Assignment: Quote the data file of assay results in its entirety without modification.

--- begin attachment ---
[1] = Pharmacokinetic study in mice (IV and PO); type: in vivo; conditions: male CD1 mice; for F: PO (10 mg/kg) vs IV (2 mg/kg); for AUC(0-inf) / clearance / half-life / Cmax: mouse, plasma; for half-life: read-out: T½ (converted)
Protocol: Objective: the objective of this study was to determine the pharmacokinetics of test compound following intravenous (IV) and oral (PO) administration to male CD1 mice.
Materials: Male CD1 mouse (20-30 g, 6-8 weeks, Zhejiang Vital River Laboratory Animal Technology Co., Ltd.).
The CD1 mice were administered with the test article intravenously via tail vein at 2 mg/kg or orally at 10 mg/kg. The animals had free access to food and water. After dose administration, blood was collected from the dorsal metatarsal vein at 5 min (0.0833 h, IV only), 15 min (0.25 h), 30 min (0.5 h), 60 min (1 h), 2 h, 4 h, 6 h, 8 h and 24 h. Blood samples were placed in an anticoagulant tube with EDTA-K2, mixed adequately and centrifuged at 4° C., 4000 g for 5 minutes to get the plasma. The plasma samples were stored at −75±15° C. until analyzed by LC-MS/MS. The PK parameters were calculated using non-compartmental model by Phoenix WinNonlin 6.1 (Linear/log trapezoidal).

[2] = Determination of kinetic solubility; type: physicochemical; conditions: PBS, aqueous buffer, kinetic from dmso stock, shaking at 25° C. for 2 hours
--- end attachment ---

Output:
[1] = Pharmacokinetic study in mice (IV and PO); type: in vivo; conditions: male CD1 mice; for F: PO (10 mg/kg) vs IV (2 mg/kg); for AUC(0-inf) / clearance / half-life / Cmax: mouse, plasma; for half-life: read-out: T½ (converted)
Protocol: Objective: the objective of this study was to determine the pharmacokinetics of test compound following intravenous (IV) and oral (PO) administration to male CD1 mice.
Materials: Male CD1 mouse (20-30 g, 6-8 weeks, Zhejiang Vital River Laboratory Animal Technology Co., Ltd.).
The CD1 mice were administered with the test article intravenously via tail vein at 2 mg/kg or orally at 10 mg/kg. The animals had free access to food and water. After dose administration, blood was collected from the dorsal metatarsal vein at 5 min (0.0833 h, IV only), 15 min (0.25 h), 30 min (0.5 h), 60 min (1 h), 2 h, 4 h, 6 h, 8 h and 24 h. Blood samples were placed in an anticoagulant tube with EDTA-K2, mixed adequately and centrifuged at 4° C., 4000 g for 5 minutes to get the plasma. The plasma samples were stored at −75±15° C. until analyzed by LC-MS/MS. The PK parameters were calculated using non-compartmental model by Phoenix WinNonlin 6.1 (Linear/log trapezoidal).

[2] = Determination of kinetic solubility; type: physicochemical; conditions: PBS, aqueous buffer, kinetic from dmso stock, shaking at 25° C. for 2 hours